Richmond Hill, Markham, and Oakville Plan to Reject Marijuana Retail Stores

Waterloo police chief notes 'alarming' rates of marijuana use among youth, suggests fostering prevention
August 18, 2018 Updated: September 4, 2018

Mayors from some municipalities in the Greater Toronto Area are saying their residents don’t want marijuana stores in their community and are planning to opt out of allowing retail stores to open next April.

“The majority of comments that we received from our community was that they were not interested in a retail outlet at all,” said an emailed statement to The Epoch Times from Richmond Hill Mayor David Barrow’s office.

Markham and Oakville municipal governments have also said their cities will be opting out.

“When approached by the previous provincial government to be one of the first locations, Mayor [Frank] Scarpitti rejected that opportunity and subsequently Markham Council also passed a motion rejecting a retail outlet,” reads an emailed statement from a City of Markham spokesperson.

The new plan announced by the Ford government on Aug. 13 lays out a two-part process which gives the Ontario government control over online sales, with the retail component given to the private sector. Municipalities are allowed to opt out of having retail stores if they so choose.

The previous Liberal provincial government’s plan was to have 150 retail stores in place by 2020, run by the province’s liquor control board.

Barrow said the changes to the legislation “are welcomed,” as there was no dialogue with federal or provincial governments since the previous Ontario government’s plan was announced in 2017.

“Council stated that Richmond Hill would not be a willing host at that time,” he said.

Barrow has also indicated that over 1,000 residents have signed a petition asking that no marijuana stores be opened in Richmond Hill.

“The concern with the community is the fact that it will be seen to be an acceptable thing to do, and most parents don’t want their children to be thinking that that’s the case,” he said in an interview with CTV.

Oakville Mayor Rob Burton is also planning to opt out of the retail channel, which will be run by heavily vetted private sellers and is scheduled to open on April 1, 2019.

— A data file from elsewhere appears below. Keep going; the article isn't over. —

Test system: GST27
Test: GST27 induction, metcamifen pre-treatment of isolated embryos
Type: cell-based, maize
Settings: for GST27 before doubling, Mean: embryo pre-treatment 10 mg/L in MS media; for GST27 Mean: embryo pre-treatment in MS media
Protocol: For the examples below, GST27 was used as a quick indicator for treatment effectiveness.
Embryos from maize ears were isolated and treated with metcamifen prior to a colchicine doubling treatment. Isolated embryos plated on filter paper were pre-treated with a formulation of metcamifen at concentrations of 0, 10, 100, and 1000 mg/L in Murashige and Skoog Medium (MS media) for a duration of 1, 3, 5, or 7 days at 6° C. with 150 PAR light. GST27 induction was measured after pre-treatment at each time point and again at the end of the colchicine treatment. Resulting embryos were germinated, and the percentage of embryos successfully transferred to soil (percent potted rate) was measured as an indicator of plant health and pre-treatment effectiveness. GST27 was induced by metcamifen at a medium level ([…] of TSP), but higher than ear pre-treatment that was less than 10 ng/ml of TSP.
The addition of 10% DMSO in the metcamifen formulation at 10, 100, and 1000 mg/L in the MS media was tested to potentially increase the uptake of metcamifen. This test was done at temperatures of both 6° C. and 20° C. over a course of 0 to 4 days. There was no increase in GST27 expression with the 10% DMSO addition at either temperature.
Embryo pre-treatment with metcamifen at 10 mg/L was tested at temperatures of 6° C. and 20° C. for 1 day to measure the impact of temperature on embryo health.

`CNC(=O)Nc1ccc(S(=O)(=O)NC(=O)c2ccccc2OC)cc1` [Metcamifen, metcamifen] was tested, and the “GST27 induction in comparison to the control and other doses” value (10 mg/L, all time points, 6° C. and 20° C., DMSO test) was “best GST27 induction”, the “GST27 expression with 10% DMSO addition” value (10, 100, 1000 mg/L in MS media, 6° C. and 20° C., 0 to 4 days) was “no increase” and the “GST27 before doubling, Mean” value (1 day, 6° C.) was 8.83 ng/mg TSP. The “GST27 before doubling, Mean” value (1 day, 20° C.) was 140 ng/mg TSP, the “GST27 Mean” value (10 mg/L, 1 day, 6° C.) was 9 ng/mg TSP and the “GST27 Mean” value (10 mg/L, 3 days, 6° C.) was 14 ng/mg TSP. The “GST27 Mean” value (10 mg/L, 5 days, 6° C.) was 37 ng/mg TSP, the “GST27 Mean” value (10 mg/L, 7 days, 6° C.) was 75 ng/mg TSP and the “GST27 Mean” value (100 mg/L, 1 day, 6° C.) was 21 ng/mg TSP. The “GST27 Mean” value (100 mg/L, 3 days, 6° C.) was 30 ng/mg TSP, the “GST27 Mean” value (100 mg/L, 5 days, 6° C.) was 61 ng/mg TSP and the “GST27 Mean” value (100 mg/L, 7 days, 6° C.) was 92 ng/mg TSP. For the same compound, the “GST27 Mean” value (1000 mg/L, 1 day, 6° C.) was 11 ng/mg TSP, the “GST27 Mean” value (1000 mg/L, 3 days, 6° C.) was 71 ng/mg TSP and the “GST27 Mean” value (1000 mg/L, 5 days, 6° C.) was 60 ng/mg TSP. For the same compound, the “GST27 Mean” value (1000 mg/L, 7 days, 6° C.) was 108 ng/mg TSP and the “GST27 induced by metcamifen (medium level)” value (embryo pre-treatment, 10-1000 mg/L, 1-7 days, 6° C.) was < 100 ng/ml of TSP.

“Voters want to know where you stand, and so I’m letting people know that I’m for opting out. I and most of council weren’t happy with the previous government’s plan for a government store in Oakville,” Burton told Global News on Aug. 17.

Several other municipalities across in the GTA, including Ajax, Brampton, and Vaughan are waiting for more information before deciding.

Toronto Mayor John Tory has said Canada’s largest city will likely choose to opt in to retail distribution.

Extensive consultations between the provincial government and local municipalities are expected to take place over the next eight months. Details related to public health, law enforcement, and the business community need to be worked out prior to the opening of retail marijuana outlets.

Marijuana is set to be legalized across the country on Oct. 17.

‘We’ve got a substance use challenge’

The three-day Association of Municipalities of Ontario conference took place this week and included a panel discussion on cannabis legalization on Aug. 22.

One of the speakers, Waterloo Regional Police Services Chief Bryan Larkin, raised the issue of the high rates of marijuana use among young people and how to curb that trend.

“If you look at our rates of use of cannabis and other drugs amongst young people, we should pause for a moment and recognize it’s alarming. We should pause for a moment as municipal leaders and recognize that we’ve got a substance use challenge in Ontario and in Canada,” he said.

“I think we’re not talking enough about prevention,” he added, noting Canada should be looking at the Iceland model that has seen cannabis use among young people drastically reduced.

“I think that really we have to move the discussion upstream,” he said. “Ideally we should be reducing, and our goal should be to reduce. Perpetual substance use is not healthy.”

Larkin said that by raising the issue of cannabis use among young people he wanted to “change the thought process or dialogue a little bit from policing and enforcement to public health, to prevention, and to building a healthier community.”

“There’s a larger dialogue behind the scenes we should be having,” he said.

Dr. Paula Stewart, chief medical officer of health for the Leeds, Grenville and Lanark District Health Unit in Ontario, provided some statistics on marijuana use among youth.

“Looking at the data, we have about one in four people in grades 9 to 12 say that they’ve used cannabis in the last year. And it goes up—60 percent of those in grade 12 say they used cannabis in the last year.” Stewart said in an interview.

She said young people need to understand that marijuana “is a chemical that is not natural to our bodies.”

“[Legalization] doesn’t mean that this is a healthy product and it’s OK to use it.”

The Pediatricians Alliance of Ontario (PAO) has warned that the legalization of marijuana could pose a serious risk to the health of children and teens, noting that after marijuana was legalized in Colorado in 2014, a children’s hospital in the state saw a fourfold increase in the number of teenagers coming to emergency rooms due to marijuana intoxication.

“The public needs to understand that marijuana use has been proven to cause serious damage to the developing brains of children,” said PAO president Dr. Hirotaka Yamashiro in a statement last year.  “Parents and caregivers should be taking precautions.”

With additional reporting by Rahul Vaidyanath

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